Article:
Watch out! HPV is lurking in the dark

Watch out! HPV is lurking in the dark

When we think of Sexually Transmitted Infections, we automatically think of chlamydia, genital herpes, gonorrhoea, HIV/AIDS, and syphilis; however, the most common is HPV (Human Papillomavirus Virus).

According to the Centre for Disease Control and Prevention (CDC), HPV is so common that most sexually active people who aren’t vaccinated against HPV will become infected at some point in their lives. Most never know they have the virus.

There are over 100 variants of HPV, and each variant is responsible for a different kind of infection. Some cause warts, and others cause cancers. These cancers range from cervical, vaginal, anal, penis, and throat.

How do you get HPV?

HPV infections occur when the virus passes through one’s broken skin after contact with an infected person. For example, when a person engages in sexual activities with an infected person, Genital HPV infections are contracted.

A genital HPV infection can be contracted through sexual intercourse, anal sex,through close skin-to-skin touching during sex especially in people with multiple sexual partners. Oral sex can also lead to HPV infections that result in oral or upper respiratory lesions.

A pregnant woman with genital warts can also pass on HPV to her unborn child.

What are the symptoms of HPV?

In most cases the body’s immune system is able to fight off the virus before it develops into warts. However, if the immune system is unable to fight off the virus, the following symptoms may occur:

  • The appearance of warts in the affected area; These warts can be around the genital areas or the upper respiratory part of the body. They may appear weeks, months or even years after contact with an infected person. It is important to note that warts are contagious.
  • Cancer; In some instances, the infected person may show no signs at all, and these may often lead to certain cancers after some time. Cervical cancer is the most common cancer caused by a strain of HPV that is very dangerous. Other cancers caused by HPV include anal, penile, throat, vaginal and vulva cancers.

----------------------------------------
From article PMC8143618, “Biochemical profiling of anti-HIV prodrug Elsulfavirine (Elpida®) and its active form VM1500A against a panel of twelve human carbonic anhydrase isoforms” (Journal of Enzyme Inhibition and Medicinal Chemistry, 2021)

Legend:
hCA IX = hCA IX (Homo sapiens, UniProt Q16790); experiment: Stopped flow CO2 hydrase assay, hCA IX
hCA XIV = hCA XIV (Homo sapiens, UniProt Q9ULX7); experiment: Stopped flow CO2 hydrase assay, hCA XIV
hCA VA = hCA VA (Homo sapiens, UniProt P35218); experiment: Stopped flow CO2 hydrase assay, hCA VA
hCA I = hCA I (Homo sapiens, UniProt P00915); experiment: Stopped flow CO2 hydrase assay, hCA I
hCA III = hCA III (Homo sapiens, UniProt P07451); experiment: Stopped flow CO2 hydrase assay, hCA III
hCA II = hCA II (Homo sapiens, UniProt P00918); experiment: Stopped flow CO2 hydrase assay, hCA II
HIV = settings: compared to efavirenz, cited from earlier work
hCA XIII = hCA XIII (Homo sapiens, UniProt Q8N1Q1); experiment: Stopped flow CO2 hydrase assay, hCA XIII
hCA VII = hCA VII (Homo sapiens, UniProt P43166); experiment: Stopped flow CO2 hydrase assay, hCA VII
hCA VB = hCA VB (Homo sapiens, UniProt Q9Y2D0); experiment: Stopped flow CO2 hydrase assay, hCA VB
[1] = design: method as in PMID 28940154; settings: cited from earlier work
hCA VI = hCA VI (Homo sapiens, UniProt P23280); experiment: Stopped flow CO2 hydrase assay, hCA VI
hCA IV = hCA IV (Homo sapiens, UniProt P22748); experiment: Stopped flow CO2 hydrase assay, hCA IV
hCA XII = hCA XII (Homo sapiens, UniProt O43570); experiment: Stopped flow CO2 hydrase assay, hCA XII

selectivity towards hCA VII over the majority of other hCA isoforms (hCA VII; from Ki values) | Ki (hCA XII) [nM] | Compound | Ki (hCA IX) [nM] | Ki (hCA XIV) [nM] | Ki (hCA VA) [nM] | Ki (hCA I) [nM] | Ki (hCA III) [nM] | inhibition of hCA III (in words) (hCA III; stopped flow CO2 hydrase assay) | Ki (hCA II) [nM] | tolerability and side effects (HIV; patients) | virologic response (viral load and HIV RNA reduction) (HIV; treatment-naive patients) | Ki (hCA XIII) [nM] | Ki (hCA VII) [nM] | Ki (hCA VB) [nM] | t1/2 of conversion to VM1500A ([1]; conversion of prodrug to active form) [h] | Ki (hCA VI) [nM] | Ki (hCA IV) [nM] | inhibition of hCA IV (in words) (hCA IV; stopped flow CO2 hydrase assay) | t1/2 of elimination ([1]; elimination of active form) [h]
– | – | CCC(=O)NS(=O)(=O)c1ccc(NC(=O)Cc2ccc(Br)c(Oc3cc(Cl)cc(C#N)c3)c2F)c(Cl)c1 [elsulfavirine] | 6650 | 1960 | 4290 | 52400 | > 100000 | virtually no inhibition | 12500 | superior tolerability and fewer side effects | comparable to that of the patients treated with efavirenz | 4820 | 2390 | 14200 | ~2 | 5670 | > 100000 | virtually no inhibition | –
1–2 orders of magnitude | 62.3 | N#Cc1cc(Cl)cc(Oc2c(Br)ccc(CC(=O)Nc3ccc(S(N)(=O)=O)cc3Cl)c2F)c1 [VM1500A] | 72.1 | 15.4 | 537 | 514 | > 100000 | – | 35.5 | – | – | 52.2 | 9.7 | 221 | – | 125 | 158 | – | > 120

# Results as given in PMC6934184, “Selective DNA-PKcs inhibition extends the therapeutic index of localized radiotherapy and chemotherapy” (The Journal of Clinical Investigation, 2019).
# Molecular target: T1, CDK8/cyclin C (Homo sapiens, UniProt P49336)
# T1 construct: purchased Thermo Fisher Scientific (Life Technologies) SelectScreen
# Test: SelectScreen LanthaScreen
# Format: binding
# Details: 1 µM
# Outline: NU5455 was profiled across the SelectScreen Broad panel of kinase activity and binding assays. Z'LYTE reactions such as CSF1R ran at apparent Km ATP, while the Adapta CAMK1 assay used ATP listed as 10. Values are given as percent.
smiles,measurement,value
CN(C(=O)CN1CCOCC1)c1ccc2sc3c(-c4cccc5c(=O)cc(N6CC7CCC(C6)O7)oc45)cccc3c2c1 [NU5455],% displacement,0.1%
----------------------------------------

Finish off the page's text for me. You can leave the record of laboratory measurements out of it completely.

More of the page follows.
What is the treatment for HPV?

  • Genital warts, if left untreated, may go away. However, it is advisable to visit a healthcare provider for treatment since warts may stay the same or grow in size or number,

●     Cervical precancer can be treated. Women who get routine Pap tests and follow up as needed can identify problems before cancer develops.

●     Other HPV-related cancers are also more treatable when diagnosed and treated early.

How can one prevent HPV?

HPV vaccine; The Centres for Disease Control and Prevention recommends that all 11- and 12-year-olds receive two doses of HPV vaccine at least six months apart. This is the best age to receive the vaccine to protect against the virus before a person is exposed through sexual activity. Children as young as nine years can receive the vaccine, as well. Research has shown that the two-dose schedule is effective for children under 15.

You can reduce your risk of developing genital warts and other HPV-related genital lesions by:
  • Waiting to take part in sexual activity until you are ready.
  • Being in a mutually monogamous sexual relationship.
  • Reducing your number of sexual partners.
  • Using a latex condom.
  • Screening

By Dr. Kojo Cobba Essel

Source

www.cdc.gov

www.webmd

www.mayoclinichealthsystem

Put together byAugustinaAmarh and Maureen MasopehContent creators

Health Essentials Ltd

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